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Let us say I have a restful web service which can deal with DTOs in json format to perform a CRUD operation.

Let us also say I use jquery in an unobtrusive way to serialise my form at the frontend using:


What can I do to ensure that everything works even if JavaScript is switched off?


Best wishes,


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JS turned off, then how do you serialise form dear Christian? – N 1.1 Mar 9 '10 at 8:17
I think we're all trying so hard to ask with a straight face "So you want to know how you can run jquery and get your form serialized in json without javascript turned on?" Or are you asking what can you do as a backup plan if javascript is turned off. Most web developers, for better or worse, turn off the lights and ask the user to come back with javascript enabled. – Anthony Mar 9 '10 at 8:23
I realise that my question was slightly confusing - sorry! I was asking for the best architecture for the aforementioned backup plan. Thanks – csetzkorn Mar 10 '10 at 8:40

5 Answers 5

up vote 1 down vote accepted

I don't see how you can run jquery JavaScript when JavaScript is turned off.

Can you have a version of your app that submits the form to the server and have the JSON serialisation done on the server side?

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Exactly - you will need something dynamic to replace the serialization logic. With javascript turned off this has to be done server side. – DanSingerman Mar 9 '10 at 8:20
Oh but what about flash! couldn't it be done with Flash, or Silverlight or one of the other great non-standard javascript methods?? – Anthony Mar 9 '10 at 8:24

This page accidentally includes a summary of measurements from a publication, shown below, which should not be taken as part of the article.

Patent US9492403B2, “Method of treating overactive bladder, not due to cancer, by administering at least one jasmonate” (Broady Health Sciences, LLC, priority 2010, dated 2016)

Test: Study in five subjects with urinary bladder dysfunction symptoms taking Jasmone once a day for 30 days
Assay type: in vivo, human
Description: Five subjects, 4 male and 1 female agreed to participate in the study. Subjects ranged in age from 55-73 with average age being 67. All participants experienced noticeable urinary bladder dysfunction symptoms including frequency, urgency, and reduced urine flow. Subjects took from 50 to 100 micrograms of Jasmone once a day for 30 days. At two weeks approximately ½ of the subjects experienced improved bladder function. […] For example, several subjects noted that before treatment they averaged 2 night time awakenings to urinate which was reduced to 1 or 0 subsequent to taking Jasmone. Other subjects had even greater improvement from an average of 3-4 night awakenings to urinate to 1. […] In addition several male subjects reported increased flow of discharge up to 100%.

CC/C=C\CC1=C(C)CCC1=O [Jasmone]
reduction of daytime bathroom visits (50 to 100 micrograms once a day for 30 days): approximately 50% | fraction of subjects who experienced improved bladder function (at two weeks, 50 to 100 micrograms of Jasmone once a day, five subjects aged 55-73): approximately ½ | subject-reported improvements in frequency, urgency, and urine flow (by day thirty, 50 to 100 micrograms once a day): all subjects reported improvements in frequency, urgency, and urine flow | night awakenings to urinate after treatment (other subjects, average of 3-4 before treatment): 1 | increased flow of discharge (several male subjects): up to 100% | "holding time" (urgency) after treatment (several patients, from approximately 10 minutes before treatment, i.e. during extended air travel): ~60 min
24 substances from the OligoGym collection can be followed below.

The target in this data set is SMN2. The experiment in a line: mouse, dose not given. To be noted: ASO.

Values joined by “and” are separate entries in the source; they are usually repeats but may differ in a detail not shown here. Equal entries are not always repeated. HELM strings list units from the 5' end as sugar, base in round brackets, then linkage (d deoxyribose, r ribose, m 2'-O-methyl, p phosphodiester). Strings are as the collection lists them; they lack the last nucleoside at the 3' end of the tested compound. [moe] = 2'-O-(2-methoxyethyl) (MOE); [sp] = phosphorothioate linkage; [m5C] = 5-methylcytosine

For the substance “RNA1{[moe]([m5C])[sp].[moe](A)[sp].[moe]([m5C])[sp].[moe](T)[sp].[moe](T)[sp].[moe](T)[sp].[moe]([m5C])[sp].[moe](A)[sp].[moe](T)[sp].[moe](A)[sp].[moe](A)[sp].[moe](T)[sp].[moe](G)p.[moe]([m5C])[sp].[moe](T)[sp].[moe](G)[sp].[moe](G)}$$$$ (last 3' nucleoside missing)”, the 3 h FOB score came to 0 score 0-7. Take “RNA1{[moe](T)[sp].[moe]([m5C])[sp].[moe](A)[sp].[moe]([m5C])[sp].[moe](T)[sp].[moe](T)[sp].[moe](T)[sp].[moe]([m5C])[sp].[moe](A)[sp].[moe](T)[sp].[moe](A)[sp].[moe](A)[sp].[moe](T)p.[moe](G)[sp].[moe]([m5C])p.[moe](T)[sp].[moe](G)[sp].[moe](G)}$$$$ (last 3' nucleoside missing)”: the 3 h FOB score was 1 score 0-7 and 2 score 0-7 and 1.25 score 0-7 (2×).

Ok yes. I wonder what the proportion of browsers with flash, but without javascript is? My guess: vanishingly small. (Hell, why not suggest VBscript?) – DanSingerman Mar 9 '10 at 8:26
Coldfusion! But seriously... Do you think the issue is more with browsers with javascript than user's disabling js? I posted a comment on another answer asking a related question. What is real concern we have (other than our cool apps breaking?) is it browsers without javascript or users with javascript turned off? Cuz i'd put money down that even if a user disabled javascript, they'd leave flash running (not that I think it's a real alternative for the SO's question). – Anthony Mar 9 '10 at 8:37
I'd say it is more about accessibility - i.e. screen readers, mobile browsers, text only browsers, than it is about users who choose to turn javascript off - another minority who I imagine is extremely small. – DanSingerman Mar 9 '10 at 10:17

It really depends on what your server-side script is written in, I suppose. Most web app languages have some kind of json support. So if you want your form data to be in json even after it hits the server, use whatever your language supports. In PHP, you could do:

$form_data_json = json_encode($_POST);

Of course that would assume you wanted all of the data passed from the form, which you might not. But that's a simple one-line solution.

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The only way to ensure that it works, even with javascript turned off, is to post the information without AJAX and validate and transform all the information on the server. JQuery is JavaScript, so if JS is turned off on the client, it won't work. Most modern server side languages can natively handle serializing/de-serializing JSON, and if not there are sure to be libraries out there to do it for your language of choice.